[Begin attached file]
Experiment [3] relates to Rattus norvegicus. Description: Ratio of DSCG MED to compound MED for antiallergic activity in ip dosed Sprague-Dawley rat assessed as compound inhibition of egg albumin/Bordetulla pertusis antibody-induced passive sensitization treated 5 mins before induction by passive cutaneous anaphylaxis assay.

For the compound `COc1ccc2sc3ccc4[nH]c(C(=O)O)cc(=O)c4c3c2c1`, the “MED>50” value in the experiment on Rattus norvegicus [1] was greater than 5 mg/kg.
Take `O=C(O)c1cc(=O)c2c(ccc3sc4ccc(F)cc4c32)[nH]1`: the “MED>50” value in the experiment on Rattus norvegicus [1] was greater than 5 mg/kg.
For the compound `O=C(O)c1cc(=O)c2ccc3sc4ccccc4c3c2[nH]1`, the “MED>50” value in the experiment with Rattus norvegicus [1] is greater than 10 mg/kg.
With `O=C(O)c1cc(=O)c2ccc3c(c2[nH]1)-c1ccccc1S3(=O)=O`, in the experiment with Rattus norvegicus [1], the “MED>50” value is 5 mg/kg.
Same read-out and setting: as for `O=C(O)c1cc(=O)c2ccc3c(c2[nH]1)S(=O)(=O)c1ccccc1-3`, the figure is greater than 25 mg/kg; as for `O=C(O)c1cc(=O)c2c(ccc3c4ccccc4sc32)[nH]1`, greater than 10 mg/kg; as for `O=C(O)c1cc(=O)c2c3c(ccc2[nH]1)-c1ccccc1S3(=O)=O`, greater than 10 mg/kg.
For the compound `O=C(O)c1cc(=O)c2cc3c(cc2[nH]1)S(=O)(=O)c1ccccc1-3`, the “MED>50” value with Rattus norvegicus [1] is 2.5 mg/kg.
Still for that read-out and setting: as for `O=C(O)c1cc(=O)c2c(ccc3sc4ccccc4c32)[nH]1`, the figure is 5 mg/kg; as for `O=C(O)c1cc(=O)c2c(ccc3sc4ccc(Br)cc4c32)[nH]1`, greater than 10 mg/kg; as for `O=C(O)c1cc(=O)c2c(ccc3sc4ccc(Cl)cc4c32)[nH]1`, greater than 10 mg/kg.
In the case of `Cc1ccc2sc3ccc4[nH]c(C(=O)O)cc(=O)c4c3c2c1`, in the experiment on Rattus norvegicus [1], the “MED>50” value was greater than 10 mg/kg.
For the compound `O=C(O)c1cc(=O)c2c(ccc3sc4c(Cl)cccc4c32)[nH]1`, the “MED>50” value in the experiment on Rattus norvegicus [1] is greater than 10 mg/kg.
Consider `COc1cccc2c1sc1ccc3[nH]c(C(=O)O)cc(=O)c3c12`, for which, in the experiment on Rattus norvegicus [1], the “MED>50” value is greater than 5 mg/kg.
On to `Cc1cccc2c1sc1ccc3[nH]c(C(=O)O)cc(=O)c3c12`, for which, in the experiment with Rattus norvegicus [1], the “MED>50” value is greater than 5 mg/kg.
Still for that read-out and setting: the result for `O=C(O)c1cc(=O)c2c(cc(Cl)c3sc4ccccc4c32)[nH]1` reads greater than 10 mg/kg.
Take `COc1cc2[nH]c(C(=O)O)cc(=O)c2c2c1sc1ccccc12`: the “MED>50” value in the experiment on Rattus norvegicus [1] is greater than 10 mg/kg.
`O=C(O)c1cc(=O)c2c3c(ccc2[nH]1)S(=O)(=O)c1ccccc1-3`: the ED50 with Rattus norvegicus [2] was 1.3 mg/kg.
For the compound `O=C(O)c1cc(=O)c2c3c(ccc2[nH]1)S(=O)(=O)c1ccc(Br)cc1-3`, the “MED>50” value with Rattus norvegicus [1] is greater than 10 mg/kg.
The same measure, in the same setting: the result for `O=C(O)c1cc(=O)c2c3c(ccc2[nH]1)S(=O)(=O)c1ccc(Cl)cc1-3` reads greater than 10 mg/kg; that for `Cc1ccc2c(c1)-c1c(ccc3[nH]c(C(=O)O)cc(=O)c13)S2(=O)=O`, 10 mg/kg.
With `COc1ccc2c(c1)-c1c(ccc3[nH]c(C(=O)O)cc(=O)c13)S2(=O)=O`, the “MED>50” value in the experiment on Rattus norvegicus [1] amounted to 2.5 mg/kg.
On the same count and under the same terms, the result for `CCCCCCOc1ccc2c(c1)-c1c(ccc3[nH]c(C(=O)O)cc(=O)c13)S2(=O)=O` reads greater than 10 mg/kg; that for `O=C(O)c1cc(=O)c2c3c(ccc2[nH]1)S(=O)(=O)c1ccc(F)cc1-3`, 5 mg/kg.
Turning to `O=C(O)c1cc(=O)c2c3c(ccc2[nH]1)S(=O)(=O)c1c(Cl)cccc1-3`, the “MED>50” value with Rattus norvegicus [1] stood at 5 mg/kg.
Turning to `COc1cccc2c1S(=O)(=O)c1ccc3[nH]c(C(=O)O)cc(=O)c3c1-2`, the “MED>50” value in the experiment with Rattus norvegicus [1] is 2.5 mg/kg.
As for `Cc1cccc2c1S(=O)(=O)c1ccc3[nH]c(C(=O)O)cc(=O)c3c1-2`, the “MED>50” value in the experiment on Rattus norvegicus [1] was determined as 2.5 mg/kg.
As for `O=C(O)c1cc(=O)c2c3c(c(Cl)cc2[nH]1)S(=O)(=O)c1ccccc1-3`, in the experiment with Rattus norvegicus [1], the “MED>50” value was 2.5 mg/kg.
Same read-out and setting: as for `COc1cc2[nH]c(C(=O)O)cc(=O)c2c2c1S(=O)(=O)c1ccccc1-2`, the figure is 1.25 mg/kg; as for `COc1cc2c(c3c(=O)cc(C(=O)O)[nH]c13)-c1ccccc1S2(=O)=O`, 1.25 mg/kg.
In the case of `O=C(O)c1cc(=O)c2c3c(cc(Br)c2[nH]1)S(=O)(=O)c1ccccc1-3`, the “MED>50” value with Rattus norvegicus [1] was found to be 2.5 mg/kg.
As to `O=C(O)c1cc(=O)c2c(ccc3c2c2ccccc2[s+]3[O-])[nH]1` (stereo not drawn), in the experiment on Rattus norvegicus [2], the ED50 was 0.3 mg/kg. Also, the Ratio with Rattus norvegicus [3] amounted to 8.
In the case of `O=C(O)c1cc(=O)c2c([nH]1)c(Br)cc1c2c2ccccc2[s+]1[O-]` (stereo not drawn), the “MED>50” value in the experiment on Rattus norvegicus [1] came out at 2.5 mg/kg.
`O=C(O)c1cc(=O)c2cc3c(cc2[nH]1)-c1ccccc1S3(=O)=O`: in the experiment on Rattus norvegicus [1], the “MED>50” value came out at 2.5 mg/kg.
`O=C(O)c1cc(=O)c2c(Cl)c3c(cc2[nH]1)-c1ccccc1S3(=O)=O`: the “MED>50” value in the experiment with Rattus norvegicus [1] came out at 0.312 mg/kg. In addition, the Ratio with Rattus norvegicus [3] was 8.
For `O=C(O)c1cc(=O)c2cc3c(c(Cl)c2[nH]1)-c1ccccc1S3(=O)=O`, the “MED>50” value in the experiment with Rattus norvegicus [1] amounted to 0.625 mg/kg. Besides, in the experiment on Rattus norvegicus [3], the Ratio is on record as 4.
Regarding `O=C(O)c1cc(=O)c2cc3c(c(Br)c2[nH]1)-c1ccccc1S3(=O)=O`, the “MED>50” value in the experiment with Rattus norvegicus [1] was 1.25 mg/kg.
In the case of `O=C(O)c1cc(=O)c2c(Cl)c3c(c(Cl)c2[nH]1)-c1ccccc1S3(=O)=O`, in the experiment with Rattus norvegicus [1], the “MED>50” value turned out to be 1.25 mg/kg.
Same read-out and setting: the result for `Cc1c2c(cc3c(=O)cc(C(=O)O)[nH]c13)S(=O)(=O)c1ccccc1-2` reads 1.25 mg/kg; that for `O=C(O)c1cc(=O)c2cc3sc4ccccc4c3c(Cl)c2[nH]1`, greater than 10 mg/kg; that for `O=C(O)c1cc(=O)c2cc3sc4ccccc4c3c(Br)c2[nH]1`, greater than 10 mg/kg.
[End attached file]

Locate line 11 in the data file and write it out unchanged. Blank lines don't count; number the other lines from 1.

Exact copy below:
Consider `COc1cccc2c1sc1ccc3[nH]c(C(=O)O)cc(=O)c3c12`, for which, in the experiment on Rattus norvegicus [1], the “MED>50” value is greater than 5 mg/kg.